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Aerial view of residential neighborhood in the Autumn.
This article by Jeri Eckhart Queenan, Devin Murphy, and Peter Grunert of The Bridgespan Group originally appeared in the March 23, 2021 issue of the Insights newsletter from Lake Institute on Faith & Giving.

While their role in the social safety net is recognized by some funders, including government agencies, that perspective has not translated into funding from the largest institutional philanthropies. Among the 15 largest private foundations, faith-inspired human services nonprofits represent only 12 percent of safety net funding, much less than their 40 percent share of the sector.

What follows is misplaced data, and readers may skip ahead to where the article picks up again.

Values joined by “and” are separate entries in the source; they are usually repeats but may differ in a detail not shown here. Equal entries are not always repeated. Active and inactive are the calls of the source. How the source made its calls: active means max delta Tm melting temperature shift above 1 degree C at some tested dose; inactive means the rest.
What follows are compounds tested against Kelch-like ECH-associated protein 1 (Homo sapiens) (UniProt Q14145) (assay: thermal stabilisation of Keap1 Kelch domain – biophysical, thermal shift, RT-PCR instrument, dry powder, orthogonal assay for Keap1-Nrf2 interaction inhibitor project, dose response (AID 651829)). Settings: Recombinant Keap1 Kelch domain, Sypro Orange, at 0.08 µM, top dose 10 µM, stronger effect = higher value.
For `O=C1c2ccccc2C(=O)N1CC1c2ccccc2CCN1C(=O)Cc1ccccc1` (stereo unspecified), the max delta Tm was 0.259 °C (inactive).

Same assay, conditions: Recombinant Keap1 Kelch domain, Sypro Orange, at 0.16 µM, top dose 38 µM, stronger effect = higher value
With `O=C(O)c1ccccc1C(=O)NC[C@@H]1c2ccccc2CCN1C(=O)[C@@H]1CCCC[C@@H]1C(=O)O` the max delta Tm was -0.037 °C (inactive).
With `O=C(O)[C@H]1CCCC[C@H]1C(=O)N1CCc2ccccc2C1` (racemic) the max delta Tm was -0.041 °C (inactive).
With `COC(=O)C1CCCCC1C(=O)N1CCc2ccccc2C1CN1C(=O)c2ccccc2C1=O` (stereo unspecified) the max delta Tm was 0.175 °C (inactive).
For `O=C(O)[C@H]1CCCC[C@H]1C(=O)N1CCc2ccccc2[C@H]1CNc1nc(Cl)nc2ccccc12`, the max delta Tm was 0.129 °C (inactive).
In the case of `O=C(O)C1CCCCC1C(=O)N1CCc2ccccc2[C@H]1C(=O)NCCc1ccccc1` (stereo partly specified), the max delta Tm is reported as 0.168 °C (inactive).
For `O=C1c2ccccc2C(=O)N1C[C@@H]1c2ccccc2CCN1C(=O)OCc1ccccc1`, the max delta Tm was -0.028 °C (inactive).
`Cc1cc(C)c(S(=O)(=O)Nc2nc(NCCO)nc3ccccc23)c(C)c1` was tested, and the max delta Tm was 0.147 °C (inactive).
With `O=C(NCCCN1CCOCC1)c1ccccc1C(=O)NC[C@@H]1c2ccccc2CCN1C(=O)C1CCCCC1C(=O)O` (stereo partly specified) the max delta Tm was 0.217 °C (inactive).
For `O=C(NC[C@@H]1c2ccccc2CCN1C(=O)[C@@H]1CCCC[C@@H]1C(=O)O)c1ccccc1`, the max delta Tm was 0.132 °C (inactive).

Large institutional philanthropy’s discomfort with faith-inspired nonprofits is often grounded in the complicated historical relationship between faith traditions and many aspects of social justice. Though many faith traditions share a common concern with fighting poverty, some have also been a source of harm, trauma, and hardship. This complex history makes it hard for funders to discern which faith communities’ organizations are aligned with their equity values and impact objectives.

"We need to demystify faith-based organizations and close the funding gap, because they can be innovative, high-performing, and have a tremendous impact."

Amy Goldman, CEO, GHR Foundation

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